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Number One: "Urinetown," at the Timber Lake Playhouse through Sunday, July 9 PDF Print E-mail
Theatre - Reviews
Written by Mike Schulz   
Tuesday, 04 July 2006 22:37

"Urinetown" ensemble In the second act of the magnificent musical parody Urinetown, the character of Bobby Strong - a novice revolutionary, and the show's ostensible leading man - sings "Run, Freedom, Run," a rousing call-to-arms to his fellow oppressed. The number, a sort of "Sit Down, You're Rockin' the Boat" from Guys & Dolls as seen through a Les Miserables filter, is one of those guaranteed show-stoppers designed to leave audiences cheering. At the Timber Lake Playhouse's Saturday-night performance of the show, however, this production number led to something even more thrilling.

 
Hell Hath No Fury... : "The Tempest," at Riverside Theatre through July 9 PDF Print E-mail
Theatre - Reviews
Written by Audra Beals   
Tuesday, 04 July 2006 22:35

Cristina Panfilio and Jody Hovland A theatre company takes a risk when it changes key elements of Shakespeare, as Iowa City's Riverside Theatre has by switching the protagonist in its presentation of The Tempest from Prospero to Prospera. Turning this male character into a female brings an entirely new dynamic to the performance, yet even though this makes for a unique production, it distracts from the tone of Shakespeare's text.

 
Magic Moments: "The Tempest," at Lincoln Park through July 2 PDF Print E-mail
Theatre - Reviews
Written by Mike Schulz   
Tuesday, 27 June 2006 23:15

Emily Coussens and Pat Flaherty in "The Tempest"The Tempest is one of Shakespeare's most magical offerings - a wildly theatrical concoction set on an enchanted isle populated by fairies, sprites, and spirits, and governed by a benevolent (yet easily enraged) ruler in possession of a supernatural cloak.

Given the built-in limitations in budget and production design at Rock Island's Lincoln Park, though, no one attending Genesius Guild's current production of the play should expect to be wowed by spectacle; Ariel, for instance, won't be flying in on any invisible wires. Yet from its first scene, this Tempest is graced by spectacle of a different variety: the sort of stage alchemy that occurs when fine performers tear into rich material, and when a strong director orchestrates the actors' contributions and stage pictures with inventiveness and grace. Imagination, of course, is its own kind of magic.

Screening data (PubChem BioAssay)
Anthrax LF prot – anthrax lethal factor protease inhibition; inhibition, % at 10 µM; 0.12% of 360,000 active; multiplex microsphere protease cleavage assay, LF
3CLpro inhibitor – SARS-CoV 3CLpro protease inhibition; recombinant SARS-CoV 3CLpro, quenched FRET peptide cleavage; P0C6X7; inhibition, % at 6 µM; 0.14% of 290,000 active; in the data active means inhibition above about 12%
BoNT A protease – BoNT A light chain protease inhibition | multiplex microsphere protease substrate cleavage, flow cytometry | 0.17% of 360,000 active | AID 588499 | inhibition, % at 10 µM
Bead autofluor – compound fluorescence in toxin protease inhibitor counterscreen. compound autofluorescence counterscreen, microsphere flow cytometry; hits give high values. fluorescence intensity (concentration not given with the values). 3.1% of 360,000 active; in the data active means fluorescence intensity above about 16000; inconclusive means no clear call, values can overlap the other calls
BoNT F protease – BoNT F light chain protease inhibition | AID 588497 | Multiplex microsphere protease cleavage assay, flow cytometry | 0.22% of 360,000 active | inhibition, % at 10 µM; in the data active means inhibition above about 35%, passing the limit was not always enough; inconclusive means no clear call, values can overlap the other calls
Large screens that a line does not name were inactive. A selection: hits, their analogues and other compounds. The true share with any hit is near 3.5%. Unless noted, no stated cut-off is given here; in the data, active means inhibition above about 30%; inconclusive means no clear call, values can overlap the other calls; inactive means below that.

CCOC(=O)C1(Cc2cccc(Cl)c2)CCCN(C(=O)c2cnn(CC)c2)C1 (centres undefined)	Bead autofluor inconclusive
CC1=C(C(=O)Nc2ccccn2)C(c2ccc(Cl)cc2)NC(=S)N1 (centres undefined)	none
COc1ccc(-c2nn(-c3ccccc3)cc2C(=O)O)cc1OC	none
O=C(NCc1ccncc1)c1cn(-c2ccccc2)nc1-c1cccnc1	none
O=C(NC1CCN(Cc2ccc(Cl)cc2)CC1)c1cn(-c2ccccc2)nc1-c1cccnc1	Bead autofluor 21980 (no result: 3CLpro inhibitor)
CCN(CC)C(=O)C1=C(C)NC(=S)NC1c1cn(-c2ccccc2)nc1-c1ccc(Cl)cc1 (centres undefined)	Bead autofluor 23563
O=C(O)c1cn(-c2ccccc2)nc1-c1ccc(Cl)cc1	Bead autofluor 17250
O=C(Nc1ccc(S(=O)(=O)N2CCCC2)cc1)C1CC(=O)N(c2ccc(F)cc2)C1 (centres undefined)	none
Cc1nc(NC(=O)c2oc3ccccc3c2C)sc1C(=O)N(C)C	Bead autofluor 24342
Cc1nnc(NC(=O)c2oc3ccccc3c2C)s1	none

Murder Ball: "The Mousetrap," at the Clinton Area Showboat Theatre through Sunday, July 8 PDF Print E-mail
Theatre - Reviews
Written by Mike Schulz   
Tuesday, 27 June 2006 23:11

The Mousetrap As the lights dimmed for the Clinton Area Showboat Theatre's production of The Mousetrap - based on Agatha Christie's mystery novel - I already knew whodunnit. But don't be fooled into thinking that I possess superhuman powers of deduction or anything. I was in a high-school production of the play some 20 years ago. (Fine. Twenty-three years ago. Happy, Mom?)

So I'm not exactly fit to comment on how successfully Christie's murderous plot plays itself out here. Yet my familiarity with the story didn't lessen my enjoyment of CAST's endeavor in the slightest. Quite the contrary: I loved this production, because the vigor with which the Mousetrap ensemble played their comically shady characters was positively exhilarating.

 
What’s the Story?: "The Philadelphia Story," at the Timber Lake Playhouse through June 24 PDF Print E-mail
Theatre - Reviews
Written by Mike Schulz   
Tuesday, 20 June 2006 22:45

The Philadelphia Story The morning after attending the Timber Lake Playhouse's production of the romantic comedy The Philadelphia Story, I drove to my local video store and rented the DVD of the beloved 1940 film, which I had never seen. I would love to report that Timber Lake's production put me in such a happy state that I was simply eager to re-live the stage experience. But unfortunately, the rental was more of a necessity than an indulgence; I had to see what about Philip Barry's play made the movie such a treasure, because its reputed charms, sadly, weren't at all apparent on the Mt. Carroll stage.

 
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